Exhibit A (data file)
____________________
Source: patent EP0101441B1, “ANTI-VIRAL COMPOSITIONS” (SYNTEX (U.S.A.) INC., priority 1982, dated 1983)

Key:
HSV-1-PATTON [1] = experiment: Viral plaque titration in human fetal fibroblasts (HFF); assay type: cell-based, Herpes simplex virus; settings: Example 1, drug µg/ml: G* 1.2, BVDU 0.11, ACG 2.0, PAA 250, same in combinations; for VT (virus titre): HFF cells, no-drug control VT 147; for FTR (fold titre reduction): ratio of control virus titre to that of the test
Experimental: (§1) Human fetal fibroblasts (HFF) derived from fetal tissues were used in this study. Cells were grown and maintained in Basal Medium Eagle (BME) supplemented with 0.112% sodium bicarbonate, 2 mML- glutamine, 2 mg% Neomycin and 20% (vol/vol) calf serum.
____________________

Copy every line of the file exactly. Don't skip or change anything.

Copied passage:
Source: patent EP0101441B1, “ANTI-VIRAL COMPOSITIONS” (SYNTEX (U.S.A.) INC., priority 1982, dated 1983)

Key:
HSV-1-PATTON [1] = experiment: Viral plaque titration in human fetal fibroblasts (HFF); assay type: cell-based, Herpes simplex virus; settings: Example 1, drug µg/ml: G* 1.2, BVDU 0.11, ACG 2.0, PAA 250, same in combinations; for VT (virus titre): HFF cells, no-drug control VT 147; for FTR (fold titre reduction): ratio of control virus titre to that of the test
Experimental: (§1) Human fetal fibroblasts (HFF) derived from fetal tissues were used in this study. Cells were grown and maintained in Basal Medium Eagle (BME) supplemented with 0.112% sodium bicarbonate, 2 mML- glutamine, 2 mg% Neomycin and 20% (vol/vol) calf serum.